A degree for good behaviour

13 October 2014

James McEwan

Clinical animal behaviour: Dr James McEwan with a well-behaved Romsey (named after a town in the south of England).

The pet business is big business. New Zealanders spend $1.5 billion a year on companion animals and Australians spend $8.4 billion, and as well as feeding and immunising their animals and addressing health issues, many pets also need behaviour therapy.

From next year the University of Waikato will be offering postgraduate qualifications in clinical animal behaviour.

Dr James McEwan from the School of Psychology at the university says while there are veterinary science qualifications available in New Zealand and Australia, no university in the southern hemisphere offers a qualification in clinical animal behaviour.

Sought-after qualification

“We know from vets and other professionals working in the sector that they need graduates who understand clinical practice and the science of behaviour,” says Dr McEwan.

TV One’s Purina Pound Pups to Dog Star trainer and animal behaviour consultant Mark Vette says a qualification like this is well overdue.

“Animal behaviour problems are the number one cause of euthanasia in dogs,” he says. “A proportion of these can be dealt with by every day dog trainers, but more serious problems like phobias, separation distress, serious aggression and the like need an in-depth understanding of the causes, functions and prevention of these behaviours. A thorough understanding of ethology and psychology is absolutely critical for an animal behaviour consultant.”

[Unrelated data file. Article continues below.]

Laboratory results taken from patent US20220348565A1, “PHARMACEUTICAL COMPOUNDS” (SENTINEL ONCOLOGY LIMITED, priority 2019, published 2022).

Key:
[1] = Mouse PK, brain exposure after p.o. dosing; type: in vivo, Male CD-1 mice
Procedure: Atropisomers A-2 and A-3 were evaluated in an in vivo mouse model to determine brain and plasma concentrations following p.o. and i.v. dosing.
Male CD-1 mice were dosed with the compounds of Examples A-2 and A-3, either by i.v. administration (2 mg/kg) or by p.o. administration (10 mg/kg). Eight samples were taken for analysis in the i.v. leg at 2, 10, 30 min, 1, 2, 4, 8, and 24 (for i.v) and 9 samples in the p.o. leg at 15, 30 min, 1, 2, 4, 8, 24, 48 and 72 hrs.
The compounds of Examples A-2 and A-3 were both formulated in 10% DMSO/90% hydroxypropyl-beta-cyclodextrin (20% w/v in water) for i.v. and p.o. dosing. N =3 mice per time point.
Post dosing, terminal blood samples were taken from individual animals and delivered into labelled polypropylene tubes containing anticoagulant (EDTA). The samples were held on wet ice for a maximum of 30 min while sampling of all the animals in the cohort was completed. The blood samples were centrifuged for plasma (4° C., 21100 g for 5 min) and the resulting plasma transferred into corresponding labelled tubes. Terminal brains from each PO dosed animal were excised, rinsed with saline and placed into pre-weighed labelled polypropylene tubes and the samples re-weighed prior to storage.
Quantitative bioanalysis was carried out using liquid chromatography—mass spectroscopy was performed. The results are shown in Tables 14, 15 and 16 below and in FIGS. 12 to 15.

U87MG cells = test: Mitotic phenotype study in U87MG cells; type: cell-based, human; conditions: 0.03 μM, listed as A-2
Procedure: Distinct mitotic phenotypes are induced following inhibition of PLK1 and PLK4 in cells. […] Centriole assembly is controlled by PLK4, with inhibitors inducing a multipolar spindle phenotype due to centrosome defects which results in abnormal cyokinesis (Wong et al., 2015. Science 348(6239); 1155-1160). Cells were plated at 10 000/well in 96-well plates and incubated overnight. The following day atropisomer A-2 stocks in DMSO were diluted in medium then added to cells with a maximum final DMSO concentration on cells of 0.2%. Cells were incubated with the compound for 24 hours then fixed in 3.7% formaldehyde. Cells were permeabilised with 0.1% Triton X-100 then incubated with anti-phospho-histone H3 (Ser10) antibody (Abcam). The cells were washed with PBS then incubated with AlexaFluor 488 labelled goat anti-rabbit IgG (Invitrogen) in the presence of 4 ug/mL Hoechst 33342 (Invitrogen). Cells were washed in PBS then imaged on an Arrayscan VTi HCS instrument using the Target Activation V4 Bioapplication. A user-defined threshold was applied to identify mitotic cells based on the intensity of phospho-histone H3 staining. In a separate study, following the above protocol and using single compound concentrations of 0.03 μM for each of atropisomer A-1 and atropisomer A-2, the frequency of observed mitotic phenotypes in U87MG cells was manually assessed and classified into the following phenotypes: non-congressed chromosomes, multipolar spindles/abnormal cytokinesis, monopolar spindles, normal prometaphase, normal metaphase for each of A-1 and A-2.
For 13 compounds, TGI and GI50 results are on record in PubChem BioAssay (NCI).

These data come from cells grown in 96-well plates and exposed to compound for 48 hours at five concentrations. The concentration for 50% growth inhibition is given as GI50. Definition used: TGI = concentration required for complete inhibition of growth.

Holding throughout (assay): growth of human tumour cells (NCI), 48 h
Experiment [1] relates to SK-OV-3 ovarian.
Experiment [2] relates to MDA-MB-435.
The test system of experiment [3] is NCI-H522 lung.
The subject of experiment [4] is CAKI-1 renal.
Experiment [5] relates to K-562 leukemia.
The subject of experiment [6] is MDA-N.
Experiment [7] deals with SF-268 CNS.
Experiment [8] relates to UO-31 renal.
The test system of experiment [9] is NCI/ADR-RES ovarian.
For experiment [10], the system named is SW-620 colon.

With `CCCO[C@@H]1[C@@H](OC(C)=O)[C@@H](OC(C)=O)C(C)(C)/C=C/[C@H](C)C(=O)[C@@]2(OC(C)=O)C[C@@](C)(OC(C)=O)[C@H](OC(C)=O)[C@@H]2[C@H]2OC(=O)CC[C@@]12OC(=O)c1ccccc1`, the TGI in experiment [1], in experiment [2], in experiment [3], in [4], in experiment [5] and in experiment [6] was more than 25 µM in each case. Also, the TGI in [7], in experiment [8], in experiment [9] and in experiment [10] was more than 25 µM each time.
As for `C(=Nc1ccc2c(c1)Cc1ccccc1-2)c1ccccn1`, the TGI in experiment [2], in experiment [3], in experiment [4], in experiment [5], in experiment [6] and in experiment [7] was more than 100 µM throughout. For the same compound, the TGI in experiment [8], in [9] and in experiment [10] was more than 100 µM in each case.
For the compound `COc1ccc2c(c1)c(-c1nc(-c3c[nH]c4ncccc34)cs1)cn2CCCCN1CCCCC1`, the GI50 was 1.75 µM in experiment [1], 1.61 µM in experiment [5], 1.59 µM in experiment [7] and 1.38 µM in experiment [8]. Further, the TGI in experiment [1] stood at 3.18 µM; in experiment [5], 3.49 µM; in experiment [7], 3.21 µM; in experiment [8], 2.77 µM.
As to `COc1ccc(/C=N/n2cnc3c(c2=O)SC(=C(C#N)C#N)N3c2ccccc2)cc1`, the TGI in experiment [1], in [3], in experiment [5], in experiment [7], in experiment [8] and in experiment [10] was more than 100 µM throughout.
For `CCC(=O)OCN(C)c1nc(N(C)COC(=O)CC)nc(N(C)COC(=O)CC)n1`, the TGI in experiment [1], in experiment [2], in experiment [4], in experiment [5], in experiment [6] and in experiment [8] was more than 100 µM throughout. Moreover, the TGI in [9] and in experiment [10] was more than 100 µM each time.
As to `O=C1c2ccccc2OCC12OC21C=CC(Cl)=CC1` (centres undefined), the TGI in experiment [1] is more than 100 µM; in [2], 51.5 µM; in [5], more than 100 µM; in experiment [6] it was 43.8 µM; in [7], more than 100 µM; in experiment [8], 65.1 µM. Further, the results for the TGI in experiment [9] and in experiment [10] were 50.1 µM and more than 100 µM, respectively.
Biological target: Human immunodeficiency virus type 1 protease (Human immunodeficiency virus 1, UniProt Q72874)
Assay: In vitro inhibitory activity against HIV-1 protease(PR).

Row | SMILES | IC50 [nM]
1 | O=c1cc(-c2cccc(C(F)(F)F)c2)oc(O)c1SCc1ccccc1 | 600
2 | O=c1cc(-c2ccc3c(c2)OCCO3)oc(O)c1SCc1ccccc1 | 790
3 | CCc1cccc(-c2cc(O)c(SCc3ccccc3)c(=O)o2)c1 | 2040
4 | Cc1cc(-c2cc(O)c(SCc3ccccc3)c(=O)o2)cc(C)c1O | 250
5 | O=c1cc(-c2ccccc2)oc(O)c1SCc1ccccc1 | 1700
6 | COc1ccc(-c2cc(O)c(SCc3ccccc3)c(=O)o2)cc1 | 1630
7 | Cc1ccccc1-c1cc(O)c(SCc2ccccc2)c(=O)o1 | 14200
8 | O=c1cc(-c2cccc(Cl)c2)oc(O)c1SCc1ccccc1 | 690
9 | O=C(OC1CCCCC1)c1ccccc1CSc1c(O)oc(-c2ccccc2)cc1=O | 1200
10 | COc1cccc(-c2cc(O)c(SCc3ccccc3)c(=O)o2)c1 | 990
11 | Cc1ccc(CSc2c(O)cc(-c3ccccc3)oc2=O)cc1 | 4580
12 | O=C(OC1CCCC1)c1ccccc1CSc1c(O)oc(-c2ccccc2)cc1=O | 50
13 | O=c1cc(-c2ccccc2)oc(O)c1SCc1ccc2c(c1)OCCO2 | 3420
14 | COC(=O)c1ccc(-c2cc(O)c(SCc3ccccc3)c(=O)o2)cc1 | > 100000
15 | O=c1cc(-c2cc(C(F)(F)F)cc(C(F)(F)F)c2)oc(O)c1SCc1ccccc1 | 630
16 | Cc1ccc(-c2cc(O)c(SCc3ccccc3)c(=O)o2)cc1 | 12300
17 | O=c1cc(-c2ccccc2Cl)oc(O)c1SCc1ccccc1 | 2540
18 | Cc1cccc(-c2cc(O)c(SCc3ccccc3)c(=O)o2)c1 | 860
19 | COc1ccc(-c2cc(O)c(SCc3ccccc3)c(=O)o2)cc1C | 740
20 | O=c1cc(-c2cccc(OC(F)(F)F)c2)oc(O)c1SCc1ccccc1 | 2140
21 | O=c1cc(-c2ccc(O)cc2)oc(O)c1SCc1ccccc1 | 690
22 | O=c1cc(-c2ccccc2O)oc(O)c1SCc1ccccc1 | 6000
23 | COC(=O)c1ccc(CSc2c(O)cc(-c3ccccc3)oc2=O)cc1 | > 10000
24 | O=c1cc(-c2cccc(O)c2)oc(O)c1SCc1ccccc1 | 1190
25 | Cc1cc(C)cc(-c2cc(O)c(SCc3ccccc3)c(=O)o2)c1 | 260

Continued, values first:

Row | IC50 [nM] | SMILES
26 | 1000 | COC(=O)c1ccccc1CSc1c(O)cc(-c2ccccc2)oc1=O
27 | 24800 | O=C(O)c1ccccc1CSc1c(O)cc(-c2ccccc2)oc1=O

The University of Waikato’s School of Psychology already has a Learning, Behaviour and Welfare Research Unit and the new qualifications, a masters degree, a postgraduate diploma and certificate, will build on existing expertise and research.

Available worldwide

The qualifications will be delivered entirely online, and therefore accessible to students all over the world.

Dr McEwan says the certificate programme would suit those working in various animal-related industries such as zoos, conservation work, the animal care sector, and would be a stepping stone to the diploma and degree where employment prospects might include animal behaviour consultant, advanced animal training and animal research work.

“Students who complete the masters degree will graduate with an in-depth understanding of animal behaviour, animal health and welfare and animal-related ethical and legal matters,” he says. “They’ll know how to make clinical assessments, identify factors that contribute to problem behaviours and develop behaviour modification programmes.” The qualification will be aligned with the British Animal Behaviour and Training Council standards.

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